The acquisition marks the separation of Cosmetic Specialties International from Cosmolab, a provider of product development and manufacturing services to the color cosmetics sector, which merged in 2003 to create CSI-Cosmolab
Focus on improving capabilities through increased resources
It is expected that the deal, which was finalized in October last year, will help to grow the jars and closures business through focusing on improving capabilities in several key areas.
“Our new relationship will provide increased funding and resources for cutting edge component design and engineering, rapid tooling, eco-friendly materials and energy-efficient technologies that enhance our customer service,” CSI executive vice president and chief financial officer David Paneiko said in a statement.
CSI acts as a supplier to many global beauty brands, and offers injection molded jars, caps and closures made from virgin plastics and plant-based resins. According to the company, these renewable resins are derived from natural tapioca, potatoes, corn sugars and materials otherwise destined for landfill.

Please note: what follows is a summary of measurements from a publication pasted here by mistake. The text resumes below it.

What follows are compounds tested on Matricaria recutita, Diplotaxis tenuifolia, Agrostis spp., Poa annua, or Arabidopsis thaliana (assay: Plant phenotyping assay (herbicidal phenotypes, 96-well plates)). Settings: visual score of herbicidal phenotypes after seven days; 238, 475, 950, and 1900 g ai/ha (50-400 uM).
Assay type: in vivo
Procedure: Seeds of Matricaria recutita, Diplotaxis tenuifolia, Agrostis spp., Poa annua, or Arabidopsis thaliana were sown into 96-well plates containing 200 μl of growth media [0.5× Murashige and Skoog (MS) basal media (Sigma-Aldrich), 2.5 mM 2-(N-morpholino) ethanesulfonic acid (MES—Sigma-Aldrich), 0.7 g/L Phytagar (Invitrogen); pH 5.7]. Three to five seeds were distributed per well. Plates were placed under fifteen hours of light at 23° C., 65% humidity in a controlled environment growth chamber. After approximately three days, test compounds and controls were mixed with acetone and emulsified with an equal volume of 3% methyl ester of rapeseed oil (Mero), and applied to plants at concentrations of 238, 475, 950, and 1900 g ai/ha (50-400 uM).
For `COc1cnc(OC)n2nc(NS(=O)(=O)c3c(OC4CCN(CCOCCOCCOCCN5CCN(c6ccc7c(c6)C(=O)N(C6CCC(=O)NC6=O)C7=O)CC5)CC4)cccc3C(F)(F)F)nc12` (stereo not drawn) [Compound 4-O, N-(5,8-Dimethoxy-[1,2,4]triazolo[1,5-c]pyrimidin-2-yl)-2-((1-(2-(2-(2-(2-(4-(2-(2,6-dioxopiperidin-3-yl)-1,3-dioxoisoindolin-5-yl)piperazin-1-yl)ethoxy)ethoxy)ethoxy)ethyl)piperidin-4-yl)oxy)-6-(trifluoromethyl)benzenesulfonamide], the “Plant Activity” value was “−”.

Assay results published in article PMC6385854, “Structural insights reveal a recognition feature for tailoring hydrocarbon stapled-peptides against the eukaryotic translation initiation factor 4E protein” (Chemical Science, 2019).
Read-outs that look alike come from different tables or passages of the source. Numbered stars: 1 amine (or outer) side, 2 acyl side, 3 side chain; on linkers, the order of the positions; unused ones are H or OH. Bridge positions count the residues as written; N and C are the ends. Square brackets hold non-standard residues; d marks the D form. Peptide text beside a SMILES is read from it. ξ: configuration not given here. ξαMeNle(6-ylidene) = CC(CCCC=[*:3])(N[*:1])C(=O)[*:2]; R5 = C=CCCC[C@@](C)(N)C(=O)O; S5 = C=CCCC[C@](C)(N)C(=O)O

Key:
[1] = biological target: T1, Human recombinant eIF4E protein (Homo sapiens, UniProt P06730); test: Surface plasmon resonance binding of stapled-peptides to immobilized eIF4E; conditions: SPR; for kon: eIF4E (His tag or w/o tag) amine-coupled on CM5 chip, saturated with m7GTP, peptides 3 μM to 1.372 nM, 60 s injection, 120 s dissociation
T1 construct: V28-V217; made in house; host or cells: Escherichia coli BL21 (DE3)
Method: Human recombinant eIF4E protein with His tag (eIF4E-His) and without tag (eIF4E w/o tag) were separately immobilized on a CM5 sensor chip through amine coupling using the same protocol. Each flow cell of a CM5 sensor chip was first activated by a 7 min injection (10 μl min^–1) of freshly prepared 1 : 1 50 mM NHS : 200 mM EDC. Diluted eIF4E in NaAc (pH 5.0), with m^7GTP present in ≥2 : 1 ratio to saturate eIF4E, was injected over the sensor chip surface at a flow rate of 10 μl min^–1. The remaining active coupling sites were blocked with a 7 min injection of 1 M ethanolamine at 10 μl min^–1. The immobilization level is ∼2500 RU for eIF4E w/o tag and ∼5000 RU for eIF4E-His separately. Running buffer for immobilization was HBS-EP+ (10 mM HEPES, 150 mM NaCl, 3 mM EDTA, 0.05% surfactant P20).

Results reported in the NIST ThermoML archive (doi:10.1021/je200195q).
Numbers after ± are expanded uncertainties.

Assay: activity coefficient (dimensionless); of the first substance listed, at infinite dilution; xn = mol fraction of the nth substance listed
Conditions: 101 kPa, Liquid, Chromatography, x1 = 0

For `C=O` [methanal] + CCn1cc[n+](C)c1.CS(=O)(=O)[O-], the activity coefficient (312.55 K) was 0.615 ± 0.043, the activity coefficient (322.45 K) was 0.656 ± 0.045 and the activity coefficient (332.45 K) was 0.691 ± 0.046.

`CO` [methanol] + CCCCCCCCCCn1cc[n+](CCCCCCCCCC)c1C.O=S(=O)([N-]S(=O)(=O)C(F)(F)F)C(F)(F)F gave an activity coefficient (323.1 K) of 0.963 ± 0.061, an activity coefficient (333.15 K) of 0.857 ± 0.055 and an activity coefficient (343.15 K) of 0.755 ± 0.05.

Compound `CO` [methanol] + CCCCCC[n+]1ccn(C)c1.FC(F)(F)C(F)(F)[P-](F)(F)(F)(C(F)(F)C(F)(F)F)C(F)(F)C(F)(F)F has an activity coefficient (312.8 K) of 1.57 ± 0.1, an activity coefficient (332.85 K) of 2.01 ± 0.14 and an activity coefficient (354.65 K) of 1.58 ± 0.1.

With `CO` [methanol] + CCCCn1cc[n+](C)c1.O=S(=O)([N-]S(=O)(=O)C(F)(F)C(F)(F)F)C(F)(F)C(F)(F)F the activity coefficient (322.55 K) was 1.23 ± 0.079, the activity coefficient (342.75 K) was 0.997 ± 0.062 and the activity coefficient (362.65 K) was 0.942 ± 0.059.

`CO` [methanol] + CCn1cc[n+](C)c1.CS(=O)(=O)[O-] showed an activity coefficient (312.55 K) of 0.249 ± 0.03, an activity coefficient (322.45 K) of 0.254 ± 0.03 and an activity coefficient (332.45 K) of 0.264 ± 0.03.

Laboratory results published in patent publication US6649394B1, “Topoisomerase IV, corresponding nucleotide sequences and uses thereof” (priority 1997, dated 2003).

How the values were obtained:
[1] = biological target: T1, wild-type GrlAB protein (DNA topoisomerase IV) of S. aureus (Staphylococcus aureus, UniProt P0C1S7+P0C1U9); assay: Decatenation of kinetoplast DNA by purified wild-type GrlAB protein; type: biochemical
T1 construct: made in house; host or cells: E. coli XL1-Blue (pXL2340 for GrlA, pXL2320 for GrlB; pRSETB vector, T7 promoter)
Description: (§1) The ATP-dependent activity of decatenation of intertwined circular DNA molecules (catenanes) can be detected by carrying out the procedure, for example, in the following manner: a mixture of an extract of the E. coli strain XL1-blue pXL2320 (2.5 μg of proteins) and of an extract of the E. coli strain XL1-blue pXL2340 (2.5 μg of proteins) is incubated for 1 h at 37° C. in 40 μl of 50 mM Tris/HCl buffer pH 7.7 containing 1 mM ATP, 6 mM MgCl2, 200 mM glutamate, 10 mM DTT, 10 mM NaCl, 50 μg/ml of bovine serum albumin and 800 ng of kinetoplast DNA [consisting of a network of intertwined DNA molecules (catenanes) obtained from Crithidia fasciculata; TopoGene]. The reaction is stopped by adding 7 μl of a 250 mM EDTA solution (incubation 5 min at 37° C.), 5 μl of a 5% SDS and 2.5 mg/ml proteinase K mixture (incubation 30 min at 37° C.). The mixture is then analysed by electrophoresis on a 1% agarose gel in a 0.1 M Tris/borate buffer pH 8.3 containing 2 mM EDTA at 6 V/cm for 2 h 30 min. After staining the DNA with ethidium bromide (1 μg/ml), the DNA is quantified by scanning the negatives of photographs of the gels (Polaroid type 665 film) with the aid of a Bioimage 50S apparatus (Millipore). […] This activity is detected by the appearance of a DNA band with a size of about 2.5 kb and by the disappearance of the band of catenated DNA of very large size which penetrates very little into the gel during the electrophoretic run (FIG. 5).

Focus on sustainable packaging
Sustainable packaging is a key focus for the company, and Asparron CEO William Gedwed believes that the transaction “is the first step in moving CSI into the forefront of product development” in this area.
Two years ago, CSI manufactured the first bio-based and biodegradable PHA jars made from Mirel bioplastics from Telles. Mirel P1003 resins are derived from corn sugar and have similar properties to traditional PP, the company said.
Demonstrating its range of services, CSI said it has the capacity to offer customers a variety of decoration services including silk screening, pad printing, hot stamping and label application, as well as cap-lining capabilities for a broad product and size range.